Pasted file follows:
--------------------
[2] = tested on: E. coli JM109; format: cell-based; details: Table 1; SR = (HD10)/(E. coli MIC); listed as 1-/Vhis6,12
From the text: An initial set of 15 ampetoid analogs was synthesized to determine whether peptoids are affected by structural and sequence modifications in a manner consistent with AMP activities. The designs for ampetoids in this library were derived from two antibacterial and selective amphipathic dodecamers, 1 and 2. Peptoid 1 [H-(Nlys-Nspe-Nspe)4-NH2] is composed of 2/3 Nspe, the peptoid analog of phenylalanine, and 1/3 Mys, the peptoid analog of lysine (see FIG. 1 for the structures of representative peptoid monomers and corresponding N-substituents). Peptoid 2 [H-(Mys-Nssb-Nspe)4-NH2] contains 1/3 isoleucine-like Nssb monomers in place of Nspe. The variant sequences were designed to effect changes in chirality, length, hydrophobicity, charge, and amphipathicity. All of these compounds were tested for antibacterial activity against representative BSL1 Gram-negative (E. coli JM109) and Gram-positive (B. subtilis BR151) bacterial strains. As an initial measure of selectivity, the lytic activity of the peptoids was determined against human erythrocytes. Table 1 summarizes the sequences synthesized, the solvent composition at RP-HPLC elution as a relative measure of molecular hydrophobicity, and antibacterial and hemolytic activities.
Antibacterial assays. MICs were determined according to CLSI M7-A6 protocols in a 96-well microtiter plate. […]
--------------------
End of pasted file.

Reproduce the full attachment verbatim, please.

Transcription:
[2] = tested on: E. coli JM109; format: cell-based; details: Table 1; SR = (HD10)/(E. coli MIC); listed as 1-/Vhis6,12
From the text: An initial set of 15 ampetoid analogs was synthesized to determine whether peptoids are affected by structural and sequence modifications in a manner consistent with AMP activities. The designs for ampetoids in this library were derived from two antibacterial and selective amphipathic dodecamers, 1 and 2. Peptoid 1 [H-(Nlys-Nspe-Nspe)4-NH2] is composed of 2/3 Nspe, the peptoid analog of phenylalanine, and 1/3 Mys, the peptoid analog of lysine (see FIG. 1 for the structures of representative peptoid monomers and corresponding N-substituents). Peptoid 2 [H-(Mys-Nssb-Nspe)4-NH2] contains 1/3 isoleucine-like Nssb monomers in place of Nspe. The variant sequences were designed to effect changes in chirality, length, hydrophobicity, charge, and amphipathicity. All of these compounds were tested for antibacterial activity against representative BSL1 Gram-negative (E. coli JM109) and Gram-positive (B. subtilis BR151) bacterial strains. As an initial measure of selectivity, the lytic activity of the peptoids was determined against human erythrocytes. Table 1 summarizes the sequences synthesized, the solvent composition at RP-HPLC elution as a relative measure of molecular hydrophobicity, and antibacterial and hemolytic activities.
Antibacterial assays. MICs were determined according to CLSI M7-A6 protocols in a 96-well microtiter plate. […]